Business India ×

Published on: Dec. 1, 2020, 12:18 p.m.
When Jindal Stainless made the elephant dance
  • From inside-led to outside-driven Jindal Stainless has come a long way

By Abhyuday Jindal. The author is Managing Director, Jindal Stainless

It is true that every business exists because it caters to an outside reason or need. It is equally true that as the business grows, it shapes up like a behemoth that starts working for itself, as a complex web of interlinked organs. And it is precisely at this point in time that a transformation must happen; the transformation of an organisation from a slow-moving elephant to an army of nimble jaguars. 

At Jindal Stainless, this inflection point was necessitated by our expansion into all-new territory. The Hisar facility was almost four decades old when work on the newly acquired Jajpur facility began. Eventually, as the new plant started maturing, we realised that the old ways of working were getting too cumbersome. One, the plants were separated by nearly 2,000 km. Two, customer requirements were evolving more rapidly than our supply chain. And three, internal coordination and process management were time guzzlers. There was a dire need to simplify and see the whole supply chain once again, and do it from the lens of the customer.

Customer: the old and the new

Traditionally, this was how business was conducted, and widely accepted: The customer places an order – order gets lodged into planning – requisite raw materials are assigned – production happens as per order requirement – order is shipped to warehouse – order is dispatched from warehouse to customer.

Historically, this process worked just right for the company and its customers. But the new-age customer, accustomed to the speed and convenience ushered in by e-commerce, wanted much more. Hence, as the quest for speed and efficiencies became greater, we identified two major latent customer needs:

This process led to bulk delivery at the customer’s doorstep – something that the new age customer didn’t want, as they’d rather have an inventory-light operational model. The new mantra was On-Time, In-Full (OTIF), and in smaller and staggered lots. After all, who wants to stock material on their expensive retail space when the company can do that in their warehouses?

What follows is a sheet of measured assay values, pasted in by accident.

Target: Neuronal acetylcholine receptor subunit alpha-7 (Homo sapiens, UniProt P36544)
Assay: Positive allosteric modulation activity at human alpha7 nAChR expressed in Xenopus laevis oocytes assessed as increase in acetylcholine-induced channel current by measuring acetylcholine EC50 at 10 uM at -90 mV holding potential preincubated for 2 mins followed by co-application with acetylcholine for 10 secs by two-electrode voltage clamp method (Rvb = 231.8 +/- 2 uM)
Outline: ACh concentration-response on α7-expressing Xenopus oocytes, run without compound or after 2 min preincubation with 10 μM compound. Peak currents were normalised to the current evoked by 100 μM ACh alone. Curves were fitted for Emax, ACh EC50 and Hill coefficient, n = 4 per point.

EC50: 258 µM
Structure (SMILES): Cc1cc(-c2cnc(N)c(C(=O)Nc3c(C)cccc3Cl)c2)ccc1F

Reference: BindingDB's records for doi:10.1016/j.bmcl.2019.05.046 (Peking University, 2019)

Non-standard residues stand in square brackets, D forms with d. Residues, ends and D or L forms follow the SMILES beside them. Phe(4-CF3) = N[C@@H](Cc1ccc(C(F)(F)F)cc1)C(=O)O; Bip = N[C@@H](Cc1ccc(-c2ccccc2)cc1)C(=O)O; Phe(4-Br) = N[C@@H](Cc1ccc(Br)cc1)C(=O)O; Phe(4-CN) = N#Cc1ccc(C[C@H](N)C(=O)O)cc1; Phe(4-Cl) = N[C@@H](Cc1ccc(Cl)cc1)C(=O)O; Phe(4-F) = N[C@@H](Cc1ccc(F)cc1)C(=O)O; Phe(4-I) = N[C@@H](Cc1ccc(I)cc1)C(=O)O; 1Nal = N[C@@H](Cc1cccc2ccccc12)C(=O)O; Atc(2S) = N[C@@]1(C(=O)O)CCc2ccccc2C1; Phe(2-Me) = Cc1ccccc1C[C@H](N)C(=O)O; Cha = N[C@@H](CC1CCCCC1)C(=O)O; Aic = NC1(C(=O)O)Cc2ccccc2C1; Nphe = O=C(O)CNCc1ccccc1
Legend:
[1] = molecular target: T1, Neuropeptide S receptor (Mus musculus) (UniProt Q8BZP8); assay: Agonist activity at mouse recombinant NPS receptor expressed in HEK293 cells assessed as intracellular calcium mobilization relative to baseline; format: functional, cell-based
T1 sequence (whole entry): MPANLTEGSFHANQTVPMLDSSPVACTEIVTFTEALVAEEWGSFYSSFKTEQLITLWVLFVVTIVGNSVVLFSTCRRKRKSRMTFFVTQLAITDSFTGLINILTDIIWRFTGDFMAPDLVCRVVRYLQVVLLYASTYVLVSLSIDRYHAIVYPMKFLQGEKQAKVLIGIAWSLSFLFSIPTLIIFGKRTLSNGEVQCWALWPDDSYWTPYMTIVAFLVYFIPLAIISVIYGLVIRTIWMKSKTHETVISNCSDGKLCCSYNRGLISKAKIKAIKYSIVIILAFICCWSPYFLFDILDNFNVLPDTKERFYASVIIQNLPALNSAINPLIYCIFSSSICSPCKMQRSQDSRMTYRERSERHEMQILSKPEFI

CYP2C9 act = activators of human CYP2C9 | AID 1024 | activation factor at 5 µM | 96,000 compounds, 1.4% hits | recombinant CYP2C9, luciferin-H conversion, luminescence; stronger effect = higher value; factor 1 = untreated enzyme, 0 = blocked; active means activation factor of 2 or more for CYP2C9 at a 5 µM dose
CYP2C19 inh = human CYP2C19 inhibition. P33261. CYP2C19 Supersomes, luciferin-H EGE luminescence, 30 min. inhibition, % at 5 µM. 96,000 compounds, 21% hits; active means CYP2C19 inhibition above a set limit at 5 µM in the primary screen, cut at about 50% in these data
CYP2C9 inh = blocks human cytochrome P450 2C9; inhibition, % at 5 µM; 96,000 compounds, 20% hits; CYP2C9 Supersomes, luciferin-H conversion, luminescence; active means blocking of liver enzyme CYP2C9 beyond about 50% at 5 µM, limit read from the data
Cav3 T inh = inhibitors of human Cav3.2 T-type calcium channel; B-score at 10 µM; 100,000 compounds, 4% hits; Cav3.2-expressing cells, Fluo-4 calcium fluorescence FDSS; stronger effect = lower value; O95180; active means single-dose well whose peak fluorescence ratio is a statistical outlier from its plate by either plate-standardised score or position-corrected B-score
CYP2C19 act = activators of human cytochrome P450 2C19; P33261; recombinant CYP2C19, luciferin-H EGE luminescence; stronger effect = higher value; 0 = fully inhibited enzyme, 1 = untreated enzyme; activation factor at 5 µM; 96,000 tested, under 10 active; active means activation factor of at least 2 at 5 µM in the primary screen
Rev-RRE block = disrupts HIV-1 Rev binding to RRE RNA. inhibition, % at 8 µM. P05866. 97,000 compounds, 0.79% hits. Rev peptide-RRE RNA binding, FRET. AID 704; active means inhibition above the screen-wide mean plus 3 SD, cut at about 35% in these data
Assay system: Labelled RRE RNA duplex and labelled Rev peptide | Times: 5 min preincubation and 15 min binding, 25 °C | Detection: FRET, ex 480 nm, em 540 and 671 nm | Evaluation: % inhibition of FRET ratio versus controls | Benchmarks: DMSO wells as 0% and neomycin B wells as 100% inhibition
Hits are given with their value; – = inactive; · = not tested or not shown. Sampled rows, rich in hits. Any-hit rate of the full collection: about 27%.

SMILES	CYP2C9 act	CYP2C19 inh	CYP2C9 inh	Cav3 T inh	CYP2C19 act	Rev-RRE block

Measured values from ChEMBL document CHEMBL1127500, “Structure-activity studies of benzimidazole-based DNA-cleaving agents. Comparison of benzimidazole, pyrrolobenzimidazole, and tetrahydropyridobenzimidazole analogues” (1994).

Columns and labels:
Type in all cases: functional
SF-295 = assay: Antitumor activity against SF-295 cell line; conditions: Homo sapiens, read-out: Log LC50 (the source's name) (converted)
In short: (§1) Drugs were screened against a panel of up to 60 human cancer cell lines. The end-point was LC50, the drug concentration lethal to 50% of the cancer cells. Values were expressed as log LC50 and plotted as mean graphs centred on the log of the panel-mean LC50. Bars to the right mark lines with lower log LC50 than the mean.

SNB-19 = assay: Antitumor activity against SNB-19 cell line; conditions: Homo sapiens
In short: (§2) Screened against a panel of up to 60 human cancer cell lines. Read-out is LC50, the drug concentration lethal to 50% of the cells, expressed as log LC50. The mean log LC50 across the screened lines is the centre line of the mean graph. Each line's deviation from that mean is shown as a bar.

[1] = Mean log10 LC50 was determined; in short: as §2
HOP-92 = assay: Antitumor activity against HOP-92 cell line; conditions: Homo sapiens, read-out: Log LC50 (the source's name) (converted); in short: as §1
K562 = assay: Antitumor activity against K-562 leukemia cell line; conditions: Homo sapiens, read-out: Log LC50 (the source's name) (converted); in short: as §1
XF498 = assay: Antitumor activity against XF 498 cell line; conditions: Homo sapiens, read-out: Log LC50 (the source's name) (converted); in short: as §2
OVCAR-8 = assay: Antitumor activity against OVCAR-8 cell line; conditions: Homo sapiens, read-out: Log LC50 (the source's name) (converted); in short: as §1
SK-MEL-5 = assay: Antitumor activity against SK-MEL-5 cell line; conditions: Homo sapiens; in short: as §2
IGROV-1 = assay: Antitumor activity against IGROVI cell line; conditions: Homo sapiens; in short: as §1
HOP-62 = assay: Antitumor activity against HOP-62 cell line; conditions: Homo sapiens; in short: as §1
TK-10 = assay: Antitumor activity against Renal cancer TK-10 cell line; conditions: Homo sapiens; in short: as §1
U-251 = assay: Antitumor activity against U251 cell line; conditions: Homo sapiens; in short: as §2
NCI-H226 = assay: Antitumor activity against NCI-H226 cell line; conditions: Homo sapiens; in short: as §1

The traditional method also meant that orders were processed in a chronological sequence; which frustrated the expectations of customers who wanted vanilla offerings. While the customer could wait for specialised products, they no longer had the patience to stand in queue for standard ones. 

The solution to these seemingly simple needs was not simple at all. When the team set out to make a plan to achieve these goals, we realised it was like a stack-crashing game of Jenga. We had to overhaul and tweak a series of dependent functions for the end result to be delivered this way. 

Along with the Vector Consulting Group, who were our partners in this journey initially, we sat together to break down each activity into smaller parts and identify the constraints to the fastest solution. Once identified, these constraints had to be demolished in order to establish a highvelocity supply chain, and an agile operational model. This process – of identifying constraints and breaking them down systematically – is the globally acknowledged management practice of the Theory of Constraints, or the ToC. Started in 2017, the ToC project at Jindal Stainless has turned around the functions of planning, operations, sales, and sourcing into pulsating centres of market sensors.

  • The ToC (Theory of Constraints) project helped reduce almost 15 per cent worth of inventory in the pipeline, which translated into better availability of LC (Letter of Credit) that banks could issue on us

The ToC-led disruptions, inventions, and successes

The first disruption introduced by ToC was the notion that factories must produce what customers have ordered. Wrong. Factories must anticipate what customers will order, and produce accordingly. Made to Order (MTO), had to be buttressed with Made to Anticipation (MTA).

The insight was simple. With its five-decades-long experience, Jindal Stainless had enough data to mine and infer trends in consumption. Though this meant a little exposure to risks, it would yield immense benefits to customers. The queue for standard products could altogether disappear if yards were stocked with material that markets were ‘anticipated’ to pick. 

And this is what happened. Experiments with MTA were met with huge success. Customers were delighted to have their lead time reduced by more than one-third in the majority of cases. Within a few years, the company had transitioned from zero MTA to nearly 70 per cent MTA-based production. By this time, Jindal Stainless had digitised its operations, which meant that customers had the added convenience of ordering their products online.